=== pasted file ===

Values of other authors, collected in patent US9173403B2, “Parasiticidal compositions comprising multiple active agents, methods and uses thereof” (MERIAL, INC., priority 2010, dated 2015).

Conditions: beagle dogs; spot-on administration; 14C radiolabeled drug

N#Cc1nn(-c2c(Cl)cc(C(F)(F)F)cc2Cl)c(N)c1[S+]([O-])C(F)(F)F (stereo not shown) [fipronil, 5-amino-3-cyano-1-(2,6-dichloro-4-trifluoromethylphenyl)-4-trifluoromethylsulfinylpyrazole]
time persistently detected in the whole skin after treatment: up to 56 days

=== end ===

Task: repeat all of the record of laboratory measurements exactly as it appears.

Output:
Values of other authors, collected in patent US9173403B2, “Parasiticidal compositions comprising multiple active agents, methods and uses thereof” (MERIAL, INC., priority 2010, dated 2015).

Conditions: beagle dogs; spot-on administration; 14C radiolabeled drug

N#Cc1nn(-c2c(Cl)cc(C(F)(F)F)cc2Cl)c(N)c1[S+]([O-])C(F)(F)F (stereo not shown) [fipronil, 5-amino-3-cyano-1-(2,6-dichloro-4-trifluoromethylphenyl)-4-trifluoromethylsulfinylpyrazole]
time persistently detected in the whole skin after treatment: up to 56 days